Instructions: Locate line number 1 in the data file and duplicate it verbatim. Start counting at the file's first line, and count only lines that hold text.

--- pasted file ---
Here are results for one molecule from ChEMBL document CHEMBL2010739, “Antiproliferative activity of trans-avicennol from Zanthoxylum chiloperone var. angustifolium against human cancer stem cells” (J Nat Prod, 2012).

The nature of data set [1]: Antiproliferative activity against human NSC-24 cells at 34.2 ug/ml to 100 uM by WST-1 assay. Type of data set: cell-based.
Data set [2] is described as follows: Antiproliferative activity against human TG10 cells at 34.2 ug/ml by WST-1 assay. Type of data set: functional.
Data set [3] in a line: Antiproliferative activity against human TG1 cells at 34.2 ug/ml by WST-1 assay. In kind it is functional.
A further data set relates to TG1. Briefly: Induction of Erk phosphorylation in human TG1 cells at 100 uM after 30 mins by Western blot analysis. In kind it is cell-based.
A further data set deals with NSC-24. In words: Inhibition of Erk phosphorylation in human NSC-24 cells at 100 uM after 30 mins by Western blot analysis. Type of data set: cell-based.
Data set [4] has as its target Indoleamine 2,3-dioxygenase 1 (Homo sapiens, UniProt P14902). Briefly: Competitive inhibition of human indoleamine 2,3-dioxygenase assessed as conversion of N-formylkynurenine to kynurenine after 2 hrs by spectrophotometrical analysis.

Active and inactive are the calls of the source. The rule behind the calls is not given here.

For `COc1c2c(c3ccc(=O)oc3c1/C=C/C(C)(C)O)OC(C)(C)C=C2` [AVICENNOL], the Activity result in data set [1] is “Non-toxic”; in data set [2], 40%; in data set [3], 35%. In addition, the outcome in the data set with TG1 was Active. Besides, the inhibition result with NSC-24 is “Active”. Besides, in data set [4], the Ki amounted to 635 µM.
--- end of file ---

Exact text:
Here are results for one molecule from ChEMBL document CHEMBL2010739, “Antiproliferative activity of trans-avicennol from Zanthoxylum chiloperone var. angustifolium against human cancer stem cells” (J Nat Prod, 2012).